The fate of Basic Income Pilot Project leaves thousands hanging in the balance.


The announcement on July 31st, of the intent by the Ford government to cancel the Basic Income Pilot Project has sent a shockwave through the communities and people that the programme was designed to support.

All parties in the recent (June 7, 2018) Ontario election agreed that the pilot would run to completion, and Basic Income as an approach to economic security, had support across the political spectrum.

The project was being run in Hamilton, Brantford, Brant County, Thunder Bay, the Municipality of Oliver Paipoonge, Township of Shuniah, Municipality of Neebing, Township of Conmee, Township of O’Connor, Township of Gillies and Lindsay. (Kawartha Lakes region)

To qualify, you had to be living on a low income (under $34,000 per year if you’re single or under $48,000 per year if a couple).

Superior media’s ONNtv is pleased to introduce three individuals who were guests – both in studio and via SKYPE – as we explored the issue of basic income.

  • Rob Rattle, Executive Director, Crane Institute for Sustainability
  • Sheila Regehr – Chair – The Basic Income Canada Network (BICN) – A voluntary, non-profit, non-partisan organization promoting informed, constructive public dialogue leading to a basic income guarantee in Canada.
  • Ron Hikel – Professor of Social Work – University of Manitoba. Hikel is one of the architects of the 1970s ‘Mincome’ project,(Basic Income Manitoba) and a member of the University of Manitoba Department of Economics.
    The Manitoba Basic Annual Income Experiment (Mincome), conducted about 40 years
    ago, was an ambitious social experiment designed to assess a range of behavioural responses to a negative income tax, a specific form of GAI (guaranteed annual income).

In March 2016, the Ontario government (under Kathleen Wynn) committed, in the Ontario Budget, to create a Basic Income Pilot Project to test a growing view at home and abroad that basic income could provide a new approach to reducing poverty in a sustainable way.

In June 2016, the Honourable Hugh Segal provided advice on how the Ontario government could design, deliver and evaluate a basic income pilot. Segal submitted a discussion paper, which was used to consult with people in Ontario about the design of a Basic Income Pilot.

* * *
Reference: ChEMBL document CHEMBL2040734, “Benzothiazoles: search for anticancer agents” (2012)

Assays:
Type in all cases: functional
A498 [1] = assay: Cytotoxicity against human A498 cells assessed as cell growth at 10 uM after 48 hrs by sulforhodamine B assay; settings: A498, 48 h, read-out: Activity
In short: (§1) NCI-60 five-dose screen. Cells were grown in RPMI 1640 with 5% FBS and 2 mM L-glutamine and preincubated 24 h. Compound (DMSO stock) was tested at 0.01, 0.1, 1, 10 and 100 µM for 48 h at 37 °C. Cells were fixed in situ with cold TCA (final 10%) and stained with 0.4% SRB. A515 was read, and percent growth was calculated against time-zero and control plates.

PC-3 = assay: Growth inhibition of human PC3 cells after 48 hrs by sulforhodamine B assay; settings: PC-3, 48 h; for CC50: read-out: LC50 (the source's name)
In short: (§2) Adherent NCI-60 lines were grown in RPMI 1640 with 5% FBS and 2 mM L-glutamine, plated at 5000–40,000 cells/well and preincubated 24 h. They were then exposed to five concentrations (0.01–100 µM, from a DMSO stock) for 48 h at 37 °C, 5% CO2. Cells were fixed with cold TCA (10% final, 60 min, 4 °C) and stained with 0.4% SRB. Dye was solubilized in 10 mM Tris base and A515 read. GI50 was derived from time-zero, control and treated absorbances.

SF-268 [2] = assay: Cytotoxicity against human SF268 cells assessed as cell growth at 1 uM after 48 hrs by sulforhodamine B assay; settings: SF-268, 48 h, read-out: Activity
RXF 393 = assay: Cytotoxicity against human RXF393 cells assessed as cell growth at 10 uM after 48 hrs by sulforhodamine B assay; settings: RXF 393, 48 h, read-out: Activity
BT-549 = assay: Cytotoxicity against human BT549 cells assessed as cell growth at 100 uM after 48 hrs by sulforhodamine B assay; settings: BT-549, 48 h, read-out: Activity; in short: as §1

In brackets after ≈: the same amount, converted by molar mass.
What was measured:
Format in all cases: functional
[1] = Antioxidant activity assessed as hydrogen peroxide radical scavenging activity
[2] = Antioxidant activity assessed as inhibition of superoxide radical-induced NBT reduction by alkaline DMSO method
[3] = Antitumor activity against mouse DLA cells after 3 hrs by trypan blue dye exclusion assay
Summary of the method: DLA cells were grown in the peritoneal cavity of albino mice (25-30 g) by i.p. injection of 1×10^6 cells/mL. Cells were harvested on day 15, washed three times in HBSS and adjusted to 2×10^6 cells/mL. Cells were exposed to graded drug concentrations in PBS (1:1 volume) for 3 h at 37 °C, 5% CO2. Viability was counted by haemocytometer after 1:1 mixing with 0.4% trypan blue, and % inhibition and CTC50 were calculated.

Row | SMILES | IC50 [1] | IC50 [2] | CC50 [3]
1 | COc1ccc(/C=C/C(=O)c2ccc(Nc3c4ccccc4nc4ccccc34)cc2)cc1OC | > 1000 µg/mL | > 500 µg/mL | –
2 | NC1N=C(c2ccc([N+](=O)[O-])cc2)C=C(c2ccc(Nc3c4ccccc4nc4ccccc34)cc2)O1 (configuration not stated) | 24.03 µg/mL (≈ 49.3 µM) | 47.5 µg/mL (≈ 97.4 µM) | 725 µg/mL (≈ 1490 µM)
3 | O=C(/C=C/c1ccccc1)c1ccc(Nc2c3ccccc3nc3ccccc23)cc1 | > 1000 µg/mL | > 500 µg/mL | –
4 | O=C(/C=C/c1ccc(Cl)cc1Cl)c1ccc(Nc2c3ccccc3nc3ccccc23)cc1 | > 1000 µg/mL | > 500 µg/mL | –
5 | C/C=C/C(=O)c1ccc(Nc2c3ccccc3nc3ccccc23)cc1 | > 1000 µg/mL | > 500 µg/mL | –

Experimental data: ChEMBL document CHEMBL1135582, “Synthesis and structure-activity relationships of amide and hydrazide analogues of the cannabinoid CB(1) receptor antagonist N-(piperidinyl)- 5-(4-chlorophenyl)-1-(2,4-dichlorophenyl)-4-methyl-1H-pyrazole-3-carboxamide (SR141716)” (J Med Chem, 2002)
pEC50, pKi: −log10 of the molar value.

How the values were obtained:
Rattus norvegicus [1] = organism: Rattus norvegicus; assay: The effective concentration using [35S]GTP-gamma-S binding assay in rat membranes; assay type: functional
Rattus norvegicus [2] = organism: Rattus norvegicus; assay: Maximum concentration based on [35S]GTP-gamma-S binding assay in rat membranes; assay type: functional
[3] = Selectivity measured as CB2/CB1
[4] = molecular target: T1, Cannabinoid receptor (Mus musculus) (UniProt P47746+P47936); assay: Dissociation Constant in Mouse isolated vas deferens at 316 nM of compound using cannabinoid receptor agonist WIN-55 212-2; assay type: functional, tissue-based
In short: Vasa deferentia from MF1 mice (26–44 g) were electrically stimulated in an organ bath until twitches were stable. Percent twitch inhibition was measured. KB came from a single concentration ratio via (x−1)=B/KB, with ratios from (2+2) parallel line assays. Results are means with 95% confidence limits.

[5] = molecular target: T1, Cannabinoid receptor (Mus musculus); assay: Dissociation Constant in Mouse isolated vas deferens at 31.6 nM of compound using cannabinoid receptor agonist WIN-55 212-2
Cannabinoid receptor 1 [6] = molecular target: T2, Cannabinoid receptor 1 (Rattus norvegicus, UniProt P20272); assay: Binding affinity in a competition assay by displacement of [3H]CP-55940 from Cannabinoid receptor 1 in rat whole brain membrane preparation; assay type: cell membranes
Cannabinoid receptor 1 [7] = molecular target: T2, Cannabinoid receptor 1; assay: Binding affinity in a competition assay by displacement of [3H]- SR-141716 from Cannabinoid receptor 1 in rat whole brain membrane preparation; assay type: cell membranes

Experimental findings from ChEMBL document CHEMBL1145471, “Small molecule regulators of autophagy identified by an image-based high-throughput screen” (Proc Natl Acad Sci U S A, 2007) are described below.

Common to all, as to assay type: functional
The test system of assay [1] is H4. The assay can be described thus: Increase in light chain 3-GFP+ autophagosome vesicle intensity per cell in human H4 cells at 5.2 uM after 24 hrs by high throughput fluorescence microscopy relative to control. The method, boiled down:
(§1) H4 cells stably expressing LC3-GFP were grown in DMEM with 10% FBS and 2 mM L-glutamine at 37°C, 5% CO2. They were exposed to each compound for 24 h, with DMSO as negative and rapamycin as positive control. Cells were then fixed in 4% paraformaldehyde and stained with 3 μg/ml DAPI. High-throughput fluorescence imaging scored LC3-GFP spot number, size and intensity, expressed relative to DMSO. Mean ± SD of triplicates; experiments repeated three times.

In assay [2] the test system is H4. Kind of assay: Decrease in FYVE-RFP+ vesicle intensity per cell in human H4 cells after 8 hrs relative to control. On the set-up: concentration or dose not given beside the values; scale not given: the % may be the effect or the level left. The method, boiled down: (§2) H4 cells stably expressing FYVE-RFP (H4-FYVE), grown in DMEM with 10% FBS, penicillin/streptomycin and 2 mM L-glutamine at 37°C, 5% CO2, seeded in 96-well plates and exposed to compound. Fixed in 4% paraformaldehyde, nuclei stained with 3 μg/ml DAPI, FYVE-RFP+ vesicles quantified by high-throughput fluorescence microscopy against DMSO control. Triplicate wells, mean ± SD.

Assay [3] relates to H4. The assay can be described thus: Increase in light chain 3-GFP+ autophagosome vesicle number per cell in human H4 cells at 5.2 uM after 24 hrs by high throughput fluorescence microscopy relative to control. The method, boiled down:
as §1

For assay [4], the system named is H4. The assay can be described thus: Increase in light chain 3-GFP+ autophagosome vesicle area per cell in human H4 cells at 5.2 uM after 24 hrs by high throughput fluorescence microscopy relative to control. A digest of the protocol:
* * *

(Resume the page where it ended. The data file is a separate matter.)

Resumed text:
A discussion paper produced by former Senator, Hon. Hugh Segal, was the genesis of Basic Income Pilot Project. The research recommended a monthly income of $1,320 with another $500 for people with disabilities, to replace the Ontario Works and Ontario Disability Support Program.

Those consultations took place from November 3, 2016 to January 31, 2017 and you can read the report  to learn more about what was heard during the consultation.

Sault Ste. Marie was a site being considered for the Basic Income Pilot Project. Many Sault citizens and organizations participated in the round-table discussions. Superior Media reported on the consultations here:

The Ontario Basic Income Pilot (OBIP) was announced by Premier Kathleen Wynne in Hamilton in April 2017 and the first phase to enroll participants, was successfully completed in April 2018, with full participation across the three pilot sites.

The province enrolled over 4,000 people in the pilot and in addition over 2,000 people were registered to participate in the comparison group. This group will not receive monthly Basic Income payments, but will actively participate in the research study.

The original plan under the Wynne government was to complete a fullsome study on how a basic income might help people living on low incomes better meet their basic needs, while improving outcomes in:

  • food security
  • stress and anxiety
  • mental health
  • health and healthcare usage
  • housing stability
  • education and training
  • employment and labour market participation

The payments made to participants was meant to ensure a consistent, minimum level of income. Aligning with the advice of Senator Hugh Segal, payments based on 75% of the Low Income Measure (LIM), plus other broadly available tax credits and benefits, would provide an income that will meet household costs and average health-related spending.

Following a tax credit model, the Ontario Basic Income Pilot would have ensured that participants receive up to:

  • $16,989 per year for a single person, less 50% of any earned income
  • $24,027 per year for a couple, less 50% of any earned income

People with a disability would also receive up to $500 per month on top.

The fate of the Basic Income Pilot Project now hangs in the balance as the Ford government continues to cut spending.

In a statement posted to Basic Income Canada Network, Regehr shared, “Cancelling the long-awaited Basic Income Pilot would be a cruel, misguided breach of trust. We are heartbroken at the thought that women, men and children have started to regain hope and rebuild their lives around a government promise that is being dishonoured so abruptly. It is devastating. Out of human dignity and decency, we sincerely hope the Ontario government will reconsider its path and avoid perpetrating a cruel, misguided breach of trust.”

And therein lies the sentiment shared by thousands of Ontarians. Social Justice takes another hit.

My sincere thank you to Sheila Regehr – Ron Hikel – and Rob Rattle for your expertise on this important issue.

To read a report on The Manitoba Basic Annual Income Experiment go here:



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